News Wrap: Biden administration declares monkeypox a public health emergency

In our news wrap Thursday, the Biden administration declared a public health emergency over monkeypox as the number of U.S. cases passed 6,600, President Biden tests positive for COVID for a sixth consecutive day, China retaliates in a dispute over Taiwan, Puerto Rico's former governor was arrested in a federal corruption case, and Taliban officials deny knowing al-Qaida's leader was in Kabul.

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  • Judy Woodruff:

    U.S. women's basketball star Brittney Griner now faces nine years in a Russian prison. She was convicted and sentenced today on drug charges for having cannabis oil in her luggage as she arrived in Moscow last February. The Biden administration had sharply criticized her arrest, and a U.S. diplomat condemned the verdict.

    Elizabeth Rood, Deputy Chief of Mission, U.S. Embassy in Moscow: This is a miscarriage of justice. The U.S. Department of State has determined that Ms. Griner was wrongfully detained.

    Nothing in today's decision changes that determination. President Biden's national security team and the entire American government remain committed to bring Ms. Griner home safely to her family, friends, and loved ones.

  • Judy Woodruff:

    In Washington, the White House urged Moscow to accept what it called a substantial offer to release Griner and another American, Paul Whelan.

    We will take a closer look after the news summary.

    There's a major development in another high-profile case, the fatal shooting of Breonna Taylor in Louisville, Kentucky. She was killed by police during a botched drug raid in March 2020. Today, the U.S. Justice Department brought civil rights charges against four current and former police officers.

  • Kristen Clarke, Assistant U.S. Attorney General:

    All people have a right to be secure in their homes, free from false warrants, unreasonable searches, and the use of unjustifiable and excessive force by the police.

    Breonna Taylor should have awakened in her home as usual on the morning of March 13, 2020. Tragically, she did not.

  • Judy Woodruff:

    One of those charged today was acquitted on state charges of wanton endangerment earlier this year.

    A jury in Texas has ordered conspiracy theorist Alex Jones to pay more than $4 million in compensatory damages to the parents of a boy killed in the Sandy Hook Elementary School rampage. Jones had repeatedly claimed that the 2012 shooting massacre that killed 20 children and six educators in Newtown, Connecticut, was a hoax.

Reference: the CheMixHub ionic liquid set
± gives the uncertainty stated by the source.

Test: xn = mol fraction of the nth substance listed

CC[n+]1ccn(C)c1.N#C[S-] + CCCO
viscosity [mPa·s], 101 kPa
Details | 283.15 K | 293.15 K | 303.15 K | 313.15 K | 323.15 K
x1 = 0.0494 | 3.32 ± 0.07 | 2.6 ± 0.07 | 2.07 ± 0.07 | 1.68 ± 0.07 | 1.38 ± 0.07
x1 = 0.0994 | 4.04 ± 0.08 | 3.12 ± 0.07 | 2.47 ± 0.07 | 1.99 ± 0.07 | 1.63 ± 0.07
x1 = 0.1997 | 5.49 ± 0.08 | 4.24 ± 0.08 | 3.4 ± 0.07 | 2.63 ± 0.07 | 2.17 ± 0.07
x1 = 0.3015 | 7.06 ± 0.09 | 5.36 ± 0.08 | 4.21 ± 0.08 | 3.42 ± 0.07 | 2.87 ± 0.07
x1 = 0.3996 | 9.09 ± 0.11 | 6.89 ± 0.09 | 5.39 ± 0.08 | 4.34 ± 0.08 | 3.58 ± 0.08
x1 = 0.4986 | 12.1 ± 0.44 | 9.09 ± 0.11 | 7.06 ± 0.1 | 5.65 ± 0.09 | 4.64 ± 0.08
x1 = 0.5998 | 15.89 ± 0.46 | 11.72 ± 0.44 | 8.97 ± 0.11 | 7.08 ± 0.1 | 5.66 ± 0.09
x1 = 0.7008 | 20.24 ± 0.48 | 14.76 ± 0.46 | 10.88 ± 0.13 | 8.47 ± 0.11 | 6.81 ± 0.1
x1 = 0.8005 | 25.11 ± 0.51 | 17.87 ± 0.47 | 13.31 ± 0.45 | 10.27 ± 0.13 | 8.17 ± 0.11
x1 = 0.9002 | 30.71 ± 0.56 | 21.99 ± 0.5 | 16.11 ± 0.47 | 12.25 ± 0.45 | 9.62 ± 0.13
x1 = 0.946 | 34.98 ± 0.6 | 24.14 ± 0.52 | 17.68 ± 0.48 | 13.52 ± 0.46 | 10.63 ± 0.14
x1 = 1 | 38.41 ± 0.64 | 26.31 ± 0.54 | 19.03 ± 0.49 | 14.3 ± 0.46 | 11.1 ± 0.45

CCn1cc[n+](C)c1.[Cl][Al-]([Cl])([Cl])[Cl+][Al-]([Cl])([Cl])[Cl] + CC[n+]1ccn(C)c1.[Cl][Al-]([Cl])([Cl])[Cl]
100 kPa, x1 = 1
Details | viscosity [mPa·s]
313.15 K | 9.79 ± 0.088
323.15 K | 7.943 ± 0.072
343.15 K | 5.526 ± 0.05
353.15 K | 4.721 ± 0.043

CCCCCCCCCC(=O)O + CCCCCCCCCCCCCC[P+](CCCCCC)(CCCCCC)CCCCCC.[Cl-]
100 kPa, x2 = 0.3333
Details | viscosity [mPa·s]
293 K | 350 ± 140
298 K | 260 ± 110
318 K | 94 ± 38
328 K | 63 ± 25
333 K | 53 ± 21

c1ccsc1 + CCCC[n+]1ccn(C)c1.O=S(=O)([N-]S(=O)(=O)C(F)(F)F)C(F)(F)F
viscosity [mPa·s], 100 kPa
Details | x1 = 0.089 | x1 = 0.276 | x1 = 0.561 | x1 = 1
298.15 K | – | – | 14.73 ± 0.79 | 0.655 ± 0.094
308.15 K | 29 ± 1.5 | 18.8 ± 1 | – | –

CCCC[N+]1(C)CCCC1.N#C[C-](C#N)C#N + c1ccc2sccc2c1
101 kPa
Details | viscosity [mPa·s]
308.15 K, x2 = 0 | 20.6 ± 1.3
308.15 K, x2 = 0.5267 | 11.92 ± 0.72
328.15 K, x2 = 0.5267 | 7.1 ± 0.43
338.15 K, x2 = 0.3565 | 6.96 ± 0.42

The Biden administration today declared a national public health emergency over monkeypox. The announcement makes federal money and other resources available to fight the virus. So far, the number of cases nationwide has passed 6,600, nearly all of them linked to sexual relations between men.

    President Biden has once again tested positive for COVID-19. That makes six days in a row. The president's infection rebounded last weekend, but his physician said today that Mr. Biden is feeling well and that his cough is improving.

    China launched a campaign of retaliation today as a dispute over Taiwan escalated. It follows a visit to the island by Nancy Pelosi, speaker of the U.S. House of Representatives. Today, Chinese forces fired missiles and sent warships and planes into Taiwan's waters and airspace. The aggressive moves sparked a war of words between the U.S. and China.

    Anthony Blinken, U.S. Secretary of State: The United States continues to have an abiding interest in peace and stability across the Taiwan Strait. We oppose any unilateral efforts to change the status quo, especially by force.

    Hua Chunying, Spokeswoman, Chinese Ministry of Foreign Affairs (through translator): The malicious provocation of the U.S. came first, while the legitimate defense of China came second. China's countermeasures are justified and will certainly be resolute and forceful.

  • Judy Woodruff:

    The U.S. condemned the Chinese actions. The drills are set to continue into Sunday.

    In Afghanistan, Taliban officials insisted today they did not know that al-Qaida leader Ayman Al-Zawahiri was in Kabul. He died Sunday in a targeted U.S. missile strike. Americans — American officials say that he was living at a house linked to the Taliban deputy director. The Taliban had promised not to harbor al-Qaida members.

    A former governor of Puerto Rico, Wanda Vazquez, was arrested today in a federal corruption case. The U.S. Justice Department says that she took bribes to aid her 2020 campaign. She is the first former leader of Puerto Rico to face federal charges.

    Fire crews in Northern California are making gains against the state's largest wildfire this year. Officials report the McKinney Fire is now 10 percent contained, with help from cloudy, rainy weather. The flames have scorched 90 square miles. So far, four bodies have been found in the burned-out landscape.

    In economic news, home mortgage rates on a 30-year loan fell below 5 percent last week for the first time in four months.

    And on Wall Street today, the Dow Jones industrial average lost 85 points to close at 32726. The Nasdaq rose 52 points. The S&P 500 slipped three.

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